ICv2 caught up with Wizard World President and Chairman Gareb Shamus, the founder of the recently shuttered Wizard magazine, who recently took his expanding circuit of pop culture shows public. In Part 1 of the interview Shamus discusses taking Wizard World public, putting together a circuit of shows that range in venue from the biggest cities in North America to much smaller regional centers, creating shows with broad appeal, and competition with other purveyors of pop culture. In Part 2 he discusses the demise of Wizard, the state of the comic market, and the lack of leadership from the dominant publishers.
The past couple of years, you’ve been acquiring some smaller to mid-sized comics shows, putting them under the Wizard umbrella, and putting them together into a North American circuit that’s currently at 12 cities and counting. Can you talk about your strategy, or vision of what you’re trying to build?
For us, with Wizard World, Inc., the goal is to put together a North American tour for the events. And when you think about what these events are about, it’s really a social gathering of people who are interested in pop culture, whether it’s comic books, toys, games, animation, movies, television, and we’ve been able to put them together throughout North America throughout the year.
When you look at people who attend these events, it’s a local thing. When you look at any event (I don’t care which events you go to other than trade events) consumer shows are really built around consumers that live within a radius of the local market. We’re strategically targeting areas throughout the country where we know there are pockets of people who are interested and excited about what’s going on in the pop culture world. We’ve been targeting those cities and those areas where these pockets of pop culture fans and also the talent exist. And we’re able to put it together throughout the year, all the time.
So when we look at companies that want to reach this audience, they don’t want to reach them at one time in one place, they want to reach them all the time all over the place. We’ve found it’s impossible to build momentum when you have one-off events. By being able to create momentum from city to city, throughout the tour and throughout the year, companies and people and artists and celebrities can benefit from being around all the time and building the momentum we can create from city to city.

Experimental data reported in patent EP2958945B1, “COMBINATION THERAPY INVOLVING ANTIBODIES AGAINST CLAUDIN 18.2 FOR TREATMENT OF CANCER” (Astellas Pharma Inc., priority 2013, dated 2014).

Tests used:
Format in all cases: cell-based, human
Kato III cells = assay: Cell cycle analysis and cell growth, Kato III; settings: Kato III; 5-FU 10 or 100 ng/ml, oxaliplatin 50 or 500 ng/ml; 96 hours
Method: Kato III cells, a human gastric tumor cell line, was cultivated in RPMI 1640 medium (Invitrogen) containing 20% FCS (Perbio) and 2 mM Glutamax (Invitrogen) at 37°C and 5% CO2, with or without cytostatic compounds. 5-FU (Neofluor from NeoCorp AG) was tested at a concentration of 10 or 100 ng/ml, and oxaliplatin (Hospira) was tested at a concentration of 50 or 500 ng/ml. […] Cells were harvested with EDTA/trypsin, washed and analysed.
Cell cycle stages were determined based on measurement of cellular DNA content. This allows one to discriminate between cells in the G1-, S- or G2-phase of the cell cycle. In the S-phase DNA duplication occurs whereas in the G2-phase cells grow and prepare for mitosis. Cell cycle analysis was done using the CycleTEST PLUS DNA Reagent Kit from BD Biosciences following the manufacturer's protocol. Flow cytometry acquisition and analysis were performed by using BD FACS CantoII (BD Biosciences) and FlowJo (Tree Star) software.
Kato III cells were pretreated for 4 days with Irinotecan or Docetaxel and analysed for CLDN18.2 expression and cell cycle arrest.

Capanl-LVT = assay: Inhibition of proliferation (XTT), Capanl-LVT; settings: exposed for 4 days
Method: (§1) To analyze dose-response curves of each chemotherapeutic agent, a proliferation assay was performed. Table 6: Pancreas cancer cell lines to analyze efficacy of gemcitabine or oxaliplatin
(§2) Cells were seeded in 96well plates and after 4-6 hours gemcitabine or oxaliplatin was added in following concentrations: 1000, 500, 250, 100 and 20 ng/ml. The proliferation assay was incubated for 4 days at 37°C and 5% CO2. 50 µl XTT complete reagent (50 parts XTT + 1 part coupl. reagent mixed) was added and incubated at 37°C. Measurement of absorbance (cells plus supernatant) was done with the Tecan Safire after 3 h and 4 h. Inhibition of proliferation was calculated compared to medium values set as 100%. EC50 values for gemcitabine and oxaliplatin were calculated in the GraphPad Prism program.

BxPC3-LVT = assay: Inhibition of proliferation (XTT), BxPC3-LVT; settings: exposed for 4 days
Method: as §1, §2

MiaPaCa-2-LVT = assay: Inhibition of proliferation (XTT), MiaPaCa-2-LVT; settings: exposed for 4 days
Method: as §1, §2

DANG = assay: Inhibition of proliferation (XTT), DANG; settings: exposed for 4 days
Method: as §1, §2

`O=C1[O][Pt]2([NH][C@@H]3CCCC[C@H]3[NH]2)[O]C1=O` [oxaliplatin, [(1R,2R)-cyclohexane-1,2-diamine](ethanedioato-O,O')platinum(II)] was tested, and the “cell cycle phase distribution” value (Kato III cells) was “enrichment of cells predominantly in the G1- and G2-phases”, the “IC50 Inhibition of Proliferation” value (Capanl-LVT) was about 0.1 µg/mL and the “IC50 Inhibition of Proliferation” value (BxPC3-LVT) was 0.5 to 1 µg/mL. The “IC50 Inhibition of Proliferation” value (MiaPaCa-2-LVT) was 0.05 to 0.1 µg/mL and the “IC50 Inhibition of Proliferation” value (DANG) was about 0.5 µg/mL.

You’ve talked about targeting specific markets. Is that the primary criteria that you set for deciding what shows to acquire or are you also trying to acquire specific kinds of shows to build on?
We want to be everywhere. When we start with the premise that we want to be everywhere and then we have certain priority cities that we want to target, there’s a lot of different factors that go into it. Not only are they cities that we want to go into but, we want to be able to get the right date, the right place, at the right time of year that fits in with our calendar, that coordinates with the other events that are going out there, so there’s a lot of factors that go into being able to set up an event. It’s not a small undertaking regardless of the size of the show. It does require a lot of the same work in renting facilities, getting guests, getting talent, coordinating dealers and exhibitors, and being able to sell it, and being able to market to consumers. People have to come from one side of the country to the next, so there’s a lot of details involved in putting events together. Even though from somebody just showing up and having a great time, it looks and feels like a very seamless event, when they come to Wizard World events, but the reality is that there’s a lot of work that goes behind that and it’s important to make sure that you’re not just coordinating one event, you’re coordinating a lot of events all throughout the year all the time.
You said you wanted to be everywhere, is there a specific number of markets that you want to be in?
I think being everywhere is pretty clear. From our standpoint, there are lots of people in lots of places all throughout world, especially in North America, where we started. There are huge pockets of people that are interested in pop culture virtually everywhere. So wherever we find that there’s a market that we want to get into or be involved with, we’re going to go after it.